Make sure that during this Lenten Season you examine your innermost soul to see if your spiritual life is running well: Maybe you need a spiritual oil change, or perhaps a soul tune-up, or maybe you need to inflate your faith to a higher level in order to make you function better and live closer to the Lord Christ.


I pray that God will bless you richly on Ash Wednesday and all through the Lenten Season until we meet to celebrate that holy night when Jesus passed over from the death to life and be able to rejoice with the heavenly hosts for the victory of our mighty King.




+ Leo Frade

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January 18, 2010

Contact with Bishop Duracin–January 18

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January 18, 2010

Dear sisters and brothers:

Just a quick note to let you know that I was able to speak today with the Bishop of Haiti, Jean Zache Duracin. He wanted to make sure that you all knew how thankful he is for all of your efforts to help Haiti and our wounded church.

He has met twice with Fr Smith Milien to share with him the present needs.

Please continue praying for the Bishop and the clergy and laity of Haiti and for the whole suffering country.



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January 16, 2010

Fr. Smith Milien’s mission to Haiti–January 15, 2010

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January 15, 2010

Dear Sisters and Brothers:

I want to let you know that I have asked Fr. Smith Milien to go to Haiti today with the purpose of communicating with the Bishop of Haiti Jean Zaché Duracin and to evaluate the best way that we can serve the Episcopal Church of Haiti and the Haitian people during this time of tragedy. I think that it is important to let Bishop Duracin know of our support and prayers. It was my experience in Honduras after the destruction of Hurricane Mitch that it is very important for the morale of the suffering church to know that they are not forgotten and that we care for them.

I am asking for your prayers for this missionary endeavor that Fr. Milien is doing for all of us. He will fly to the Dominican Republic Friday night and will join a team from that diocese on Saturday and then travel by surface to the border with Haiti and from there find transportation to Port au Prince. It is now a time of sickness and uncertainty so he needs to be covered by our prayers.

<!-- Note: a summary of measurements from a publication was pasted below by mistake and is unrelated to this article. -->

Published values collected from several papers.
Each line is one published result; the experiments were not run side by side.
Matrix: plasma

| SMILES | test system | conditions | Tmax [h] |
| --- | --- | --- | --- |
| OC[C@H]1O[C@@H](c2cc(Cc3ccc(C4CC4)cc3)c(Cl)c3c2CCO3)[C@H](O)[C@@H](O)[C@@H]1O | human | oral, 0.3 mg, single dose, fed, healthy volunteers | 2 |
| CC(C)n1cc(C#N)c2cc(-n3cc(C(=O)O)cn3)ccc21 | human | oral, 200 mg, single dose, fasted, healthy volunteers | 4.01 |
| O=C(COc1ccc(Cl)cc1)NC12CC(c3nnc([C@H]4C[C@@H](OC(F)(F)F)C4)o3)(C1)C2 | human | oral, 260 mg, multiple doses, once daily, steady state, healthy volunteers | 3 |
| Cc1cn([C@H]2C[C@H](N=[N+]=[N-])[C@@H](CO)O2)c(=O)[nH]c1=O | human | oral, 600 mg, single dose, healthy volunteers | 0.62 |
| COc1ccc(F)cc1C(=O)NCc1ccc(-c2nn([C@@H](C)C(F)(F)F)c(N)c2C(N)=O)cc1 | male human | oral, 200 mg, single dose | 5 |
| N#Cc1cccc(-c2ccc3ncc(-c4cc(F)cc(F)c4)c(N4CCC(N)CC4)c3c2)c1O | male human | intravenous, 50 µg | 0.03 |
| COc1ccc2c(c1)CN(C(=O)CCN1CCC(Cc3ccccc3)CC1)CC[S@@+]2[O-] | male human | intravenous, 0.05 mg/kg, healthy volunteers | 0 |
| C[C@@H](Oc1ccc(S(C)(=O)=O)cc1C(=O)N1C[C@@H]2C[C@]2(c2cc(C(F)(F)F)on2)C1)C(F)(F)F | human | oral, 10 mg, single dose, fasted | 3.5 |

I encourage you to do your best to make our congregations understand the seriousness and desperation of the situation. We can make a difference in the life of many.



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Haiti update–January 13, 2010

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January 13, 2010

Dear Sisters and Brothers:

I have been able to receive some news from Haiti. First the good news. We were able to confirm that my friend Bishop Jean Zaché Duracin survived the earthquake, though his wife, Marie-Edithe, injured her foot. The bad news is that now they are homeless.

The diocesan cathedral, Cathédrale Sainte Trinité, and the entire cathedral complex, including the entire Holy Trinity School complex adjacent to the cathedral, are also gone. The Sisters of the Society of St. Margaret are safe, but their convent was destroyed. The College of St. Pierre is gone, although the apartment for the college is still standing. St. Vincent’s School for the Handicapped in Port-au-Prince, a diocesan residential school and the only one of its kind in Haiti, was reportedly destroyed.

We have also heard that Roman Catholic Archbishop Joseph Serge Miot of Port-au-Prince died in the earthquake.

In Trouin four people were killed during a service at St. Mark’s. In Grand Colline St. Matthew’s Church is gone, as well as the church in St. Etienne. The church in Les Cayes is OK, but some people were injured trying to get out of the building during the quake. The rectory in Les Cayes is in very bad condition.

I spoke with Bishop Julio Holguin from the Dominican Republic, who said his diocese is beginning to coordinate its help for the Church in Haiti. He said that he was able to see Bishop Duracin in a news report that showed him trying to dig people out of the ruins.